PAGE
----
After Labour’s victory in the 2020 General Election, their proposed tax policy changes are now likely to be implemented.
Labour has ruled out a capital gains tax and an increase in fuel taxes but is prepared to introduce a Digital Services Tax to target multinational digital businesses who have taken advantage of tax structuring options. Labour’s historical coalition partner, the Green Party, have notably been campaigning for a wealth tax, which Labour has repeatedly ruled out. Given that Labour has won enough seats to govern alone, the possibility of a wealth tax seems unlikely.
Labour’s election campaign promised no income tax changes for 98% of New Zealanders, however a new top marginal income tax rate of 39% for individuals earning over $180,000 will be implemented – expecting to raise $550 million of revenue a year.
For some of us this provides a sense of déjà vu, as we remember when we previously had a 39% tax rate from the 2001 to 2009 financial years. We saw disputes in the courts regarding the requirement to pay fair market salaries, legislation requiring income to be attributed to individuals and various policy statements from Inland Revenue.
As differences in tax rates widen, it impacts behaviour by incentivising tax planning to minimise application of top tax rates. Currently, there is little difference between the top income tax rates, 33% for trusts and individuals and 28% for companies.
It also leads to further inequity within the tax system because it is typically employees who are unable to alter how they are taxed, whilst business owners have greater flexibility to alter how their income is taxed.
For example, a distribution of accumulated income from a trust that has already been taxed at 33% may be distributed tax-free to a beneficiary who has a marginal tax rate of 39%. Individuals with investment income may also be further incentivised to invest in Portfolio Investment Entities instead of shares, where the top tax rate is capped at 28%. Conversations are likely occurring right now regarding whether shares in companies should be moved from personal ownership into trusts – and whether this is tax avoidance?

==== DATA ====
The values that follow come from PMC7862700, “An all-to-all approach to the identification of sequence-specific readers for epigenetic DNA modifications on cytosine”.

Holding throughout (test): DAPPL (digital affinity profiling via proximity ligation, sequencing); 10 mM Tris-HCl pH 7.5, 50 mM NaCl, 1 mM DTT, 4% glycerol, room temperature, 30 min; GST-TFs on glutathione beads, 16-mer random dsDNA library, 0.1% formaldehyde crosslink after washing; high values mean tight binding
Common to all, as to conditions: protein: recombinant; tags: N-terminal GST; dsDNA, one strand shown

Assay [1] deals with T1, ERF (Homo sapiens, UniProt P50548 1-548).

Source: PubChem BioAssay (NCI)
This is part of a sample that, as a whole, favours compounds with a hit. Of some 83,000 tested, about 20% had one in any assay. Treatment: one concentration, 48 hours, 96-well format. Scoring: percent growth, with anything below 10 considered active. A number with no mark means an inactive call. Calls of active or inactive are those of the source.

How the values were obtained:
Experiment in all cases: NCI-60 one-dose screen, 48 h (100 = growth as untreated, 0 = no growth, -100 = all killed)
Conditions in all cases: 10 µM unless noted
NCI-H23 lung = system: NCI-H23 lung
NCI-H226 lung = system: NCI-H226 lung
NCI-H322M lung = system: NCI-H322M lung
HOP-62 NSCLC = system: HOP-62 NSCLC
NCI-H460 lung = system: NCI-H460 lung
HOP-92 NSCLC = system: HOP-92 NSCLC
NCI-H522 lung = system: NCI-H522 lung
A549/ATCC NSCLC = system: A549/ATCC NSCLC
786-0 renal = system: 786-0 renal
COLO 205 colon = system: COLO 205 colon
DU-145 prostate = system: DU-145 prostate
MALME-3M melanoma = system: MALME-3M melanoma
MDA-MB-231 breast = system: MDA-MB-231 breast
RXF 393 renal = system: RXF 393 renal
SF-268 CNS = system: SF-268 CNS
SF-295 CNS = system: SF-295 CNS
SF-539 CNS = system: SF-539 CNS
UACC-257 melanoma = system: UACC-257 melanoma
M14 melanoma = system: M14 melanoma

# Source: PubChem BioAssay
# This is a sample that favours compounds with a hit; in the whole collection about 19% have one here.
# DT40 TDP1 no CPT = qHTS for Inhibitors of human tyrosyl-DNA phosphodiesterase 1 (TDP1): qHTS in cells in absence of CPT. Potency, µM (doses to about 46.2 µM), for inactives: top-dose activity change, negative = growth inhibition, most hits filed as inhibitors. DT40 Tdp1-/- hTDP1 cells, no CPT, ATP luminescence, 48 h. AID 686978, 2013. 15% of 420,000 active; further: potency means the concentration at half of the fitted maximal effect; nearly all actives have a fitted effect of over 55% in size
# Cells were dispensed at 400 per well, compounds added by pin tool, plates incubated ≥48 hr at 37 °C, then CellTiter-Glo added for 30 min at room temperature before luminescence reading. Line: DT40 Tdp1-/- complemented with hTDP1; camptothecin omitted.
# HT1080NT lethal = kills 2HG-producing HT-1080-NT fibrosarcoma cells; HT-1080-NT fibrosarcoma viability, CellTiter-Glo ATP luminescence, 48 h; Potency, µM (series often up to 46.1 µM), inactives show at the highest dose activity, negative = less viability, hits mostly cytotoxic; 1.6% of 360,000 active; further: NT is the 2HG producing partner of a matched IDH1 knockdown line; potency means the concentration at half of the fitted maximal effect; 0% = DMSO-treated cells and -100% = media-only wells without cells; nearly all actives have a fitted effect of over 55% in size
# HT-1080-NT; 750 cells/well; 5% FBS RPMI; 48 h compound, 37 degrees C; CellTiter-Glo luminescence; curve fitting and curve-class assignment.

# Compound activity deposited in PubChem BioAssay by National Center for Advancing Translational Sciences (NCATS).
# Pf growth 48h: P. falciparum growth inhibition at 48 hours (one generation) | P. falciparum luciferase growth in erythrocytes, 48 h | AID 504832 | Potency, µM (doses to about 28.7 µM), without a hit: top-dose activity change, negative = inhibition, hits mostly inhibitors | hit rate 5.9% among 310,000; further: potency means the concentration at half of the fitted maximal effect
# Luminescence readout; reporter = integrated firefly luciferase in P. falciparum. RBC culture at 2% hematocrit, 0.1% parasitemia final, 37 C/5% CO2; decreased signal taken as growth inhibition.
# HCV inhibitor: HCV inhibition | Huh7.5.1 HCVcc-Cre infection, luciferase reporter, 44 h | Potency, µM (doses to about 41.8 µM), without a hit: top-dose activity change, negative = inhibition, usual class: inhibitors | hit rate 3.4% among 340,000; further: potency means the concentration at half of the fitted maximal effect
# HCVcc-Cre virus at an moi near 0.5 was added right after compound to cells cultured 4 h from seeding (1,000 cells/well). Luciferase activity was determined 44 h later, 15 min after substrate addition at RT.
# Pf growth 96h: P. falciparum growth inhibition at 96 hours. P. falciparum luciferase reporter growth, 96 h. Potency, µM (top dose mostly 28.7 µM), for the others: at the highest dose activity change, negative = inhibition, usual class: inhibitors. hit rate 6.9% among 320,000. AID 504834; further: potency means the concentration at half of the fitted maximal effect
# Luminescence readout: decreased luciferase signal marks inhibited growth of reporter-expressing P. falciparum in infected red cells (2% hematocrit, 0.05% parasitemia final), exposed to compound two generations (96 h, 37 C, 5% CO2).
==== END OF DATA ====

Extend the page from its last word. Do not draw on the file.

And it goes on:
Companies will also face further costs with a 39% tax rate. Companies that currently pay fully imputed dividends at 28% are also required to withhold tax at 5% in order to reach the 33% marginal income tax rate. This withholding tax liability is likely to increase to 11%, which may place constraints on company cash flow or prevent dividends from being paid altogether. This will place further pressure on tax administration to keep accurate, up-to-date records as individuals on lower marginal tax rates may be entitled to tax refunds comprising the additional tax withheld.
Ultimately, this policy provides an opportunity for individuals to explore their different options to ensure efficient tax planning. However, utmost care should be taken when restructuring one’s affairs, in order to avoid undesirable consequences such as the breach of shareholder continuity resulting in the loss of imputation credits or tax losses, or potentially undertaking a tax avoidance arrangement.